109 for 3 is a score etched on my mind for it seemed to have been chiselled into the scoreboard, unable to move on, as Leach and van der Merwe began to take hold of the match. Somerset’s seven close fielders seemed incongruous against such a score. And yet against such a field Westley and Bopara, beaten time and again, were unable to score. “Ooohs” and “Aaahs” proliferated from the middle, gasps from the Somerset supporters rent the air. Essex supporters, I imagined, had heads telling them it was too late for Somerset but hearts pumping with the anxiety that overrules the head when so much is at stake. Somerset supporters, still applauding and cheering every near miss, knew, if you asked them, it could not be done. It was the refusal of their team to give in to the inevitable, to continue to strain for wickets, to believe they could still do it as the odds remorselessly stacked up against them that lifted the spirit. Eventually Bopara succumbed to van der Merwe and pushed the ball to Abell at silly mid-off. Tea was taken at 118 for 4. With only an hour and three-quarters to be played afterwards 16 wickets seemed a mountain beyond climbing.
“I must go,” said the cricket player, “I’ll only be just in time for work,” the wrench obvious from his voice. For the rest, people held their seats as after tea the match continued its hold. And the hold tightened, for the Somerset spinners and close fielders finally made the pressure tell. Ten Doeschate edged Leach to Abell at backward silly point, if there is such a position, but with seven around the bat new positions had to be invented. An over later Westley, after two hours of dogged defence and 32 runs, edged to Gregory at slip. 126 for 6. “Come on Somerset,” the urgent cry from under the Gimblett’s Hill scoreboard where the beating heart of the Somerset crowd resides. Tumultuous cheers from everyone else. And more and louder still when three balls later Harmer went back to van der Merwe and edged to Vijay, one of three fielders crowding the slips. 126 for 7. “Somerset La La La” the chant. “Essex, Essex,” now the defiant cry. “Here we go, here we go,” and, “No rain in the air,” the response.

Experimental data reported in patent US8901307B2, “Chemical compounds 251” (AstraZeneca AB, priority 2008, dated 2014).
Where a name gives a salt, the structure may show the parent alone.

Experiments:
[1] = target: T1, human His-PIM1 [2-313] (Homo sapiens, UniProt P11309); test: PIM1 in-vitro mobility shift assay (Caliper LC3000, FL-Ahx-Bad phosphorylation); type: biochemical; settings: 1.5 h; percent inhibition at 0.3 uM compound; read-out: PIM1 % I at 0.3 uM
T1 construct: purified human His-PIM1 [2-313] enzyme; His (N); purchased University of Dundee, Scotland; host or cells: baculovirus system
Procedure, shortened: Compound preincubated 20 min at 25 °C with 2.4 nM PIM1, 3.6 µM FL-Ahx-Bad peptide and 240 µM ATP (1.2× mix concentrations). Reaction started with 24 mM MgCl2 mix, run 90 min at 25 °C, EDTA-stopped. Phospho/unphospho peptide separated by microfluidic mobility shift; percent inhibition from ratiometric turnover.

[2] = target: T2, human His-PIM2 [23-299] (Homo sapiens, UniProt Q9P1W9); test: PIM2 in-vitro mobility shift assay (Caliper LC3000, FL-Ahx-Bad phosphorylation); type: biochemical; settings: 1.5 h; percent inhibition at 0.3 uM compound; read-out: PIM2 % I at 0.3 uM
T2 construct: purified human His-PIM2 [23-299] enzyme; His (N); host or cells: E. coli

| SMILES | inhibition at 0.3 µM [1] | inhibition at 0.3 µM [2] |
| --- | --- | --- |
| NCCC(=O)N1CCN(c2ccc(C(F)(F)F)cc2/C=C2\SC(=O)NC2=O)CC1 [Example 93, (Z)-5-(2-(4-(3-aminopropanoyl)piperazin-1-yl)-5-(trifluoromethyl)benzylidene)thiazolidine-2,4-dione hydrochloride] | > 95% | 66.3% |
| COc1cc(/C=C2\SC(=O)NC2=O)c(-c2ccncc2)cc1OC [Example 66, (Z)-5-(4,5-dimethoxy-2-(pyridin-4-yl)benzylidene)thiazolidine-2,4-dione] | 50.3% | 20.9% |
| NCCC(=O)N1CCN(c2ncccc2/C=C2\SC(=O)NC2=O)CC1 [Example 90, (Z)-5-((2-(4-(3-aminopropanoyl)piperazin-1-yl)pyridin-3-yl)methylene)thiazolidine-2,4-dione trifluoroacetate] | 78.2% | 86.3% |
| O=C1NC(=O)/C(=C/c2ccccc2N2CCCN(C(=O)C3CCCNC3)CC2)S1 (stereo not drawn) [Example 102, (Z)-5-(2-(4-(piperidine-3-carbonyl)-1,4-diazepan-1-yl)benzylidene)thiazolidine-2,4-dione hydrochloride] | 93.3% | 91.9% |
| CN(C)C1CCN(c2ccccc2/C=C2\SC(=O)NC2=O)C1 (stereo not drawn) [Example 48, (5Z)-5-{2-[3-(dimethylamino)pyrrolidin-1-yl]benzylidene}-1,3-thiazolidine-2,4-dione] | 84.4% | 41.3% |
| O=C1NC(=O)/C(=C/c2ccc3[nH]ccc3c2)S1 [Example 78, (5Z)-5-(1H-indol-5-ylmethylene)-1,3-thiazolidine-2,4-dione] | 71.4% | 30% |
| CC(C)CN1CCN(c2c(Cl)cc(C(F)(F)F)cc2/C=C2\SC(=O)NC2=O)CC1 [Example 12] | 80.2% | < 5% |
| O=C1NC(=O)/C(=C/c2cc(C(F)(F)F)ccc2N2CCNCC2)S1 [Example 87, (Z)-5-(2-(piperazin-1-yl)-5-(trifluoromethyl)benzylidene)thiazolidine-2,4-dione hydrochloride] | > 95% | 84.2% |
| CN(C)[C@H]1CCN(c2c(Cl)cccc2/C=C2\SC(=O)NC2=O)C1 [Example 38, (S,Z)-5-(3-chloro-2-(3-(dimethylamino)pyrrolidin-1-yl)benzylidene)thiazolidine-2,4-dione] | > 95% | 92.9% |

And on this incredible day of cricket went as the floodlights came on to rachet up the tension further, although soon the sun held sway and, with Somerset well ahead of the over rate, it was the clock on the Colin Atkinson Pavilion, not the fast diminishing ‘overs remaining’ on the scoreboard, which was Essex’s chief ally. Twice in an over from van der Merwe, Wheater, who battled at the end for Essex against Kent at Canterbury in an innings that saw his team over the line and which now held huge significance for determining the balance of power in this match, twice squeezed the ball through the net of close fielders to fine leg for four. “Essex, Essex” the response. “Somerset La La La ,” the reply. And then, in the space of seven balls, the innings was over as Leach, two in two, and van der Merwe tossed that spinning, dipping, turning ball into the Essex tail. Nijjar lbw, Cook bowled by a yorker from Leach, and Wheater, at the last, cutting van der Merwe into Davies’ gloves. Essex 141. The Somerset crowd were on their feet all around the ground, cheering, applauding, shouting encouragement. “Somerset La La La,” from a hospitality box in the Sir Ian Botham Stand. “Essex, Essex, Essex,” from the group in the Colin Atkinson Pavilion. Animated chatter everywhere, from both sets of supporters as far as I could see. Hope, perhaps a dream, just, for Somerset supporters and a final jab of anxiety for Essex ones.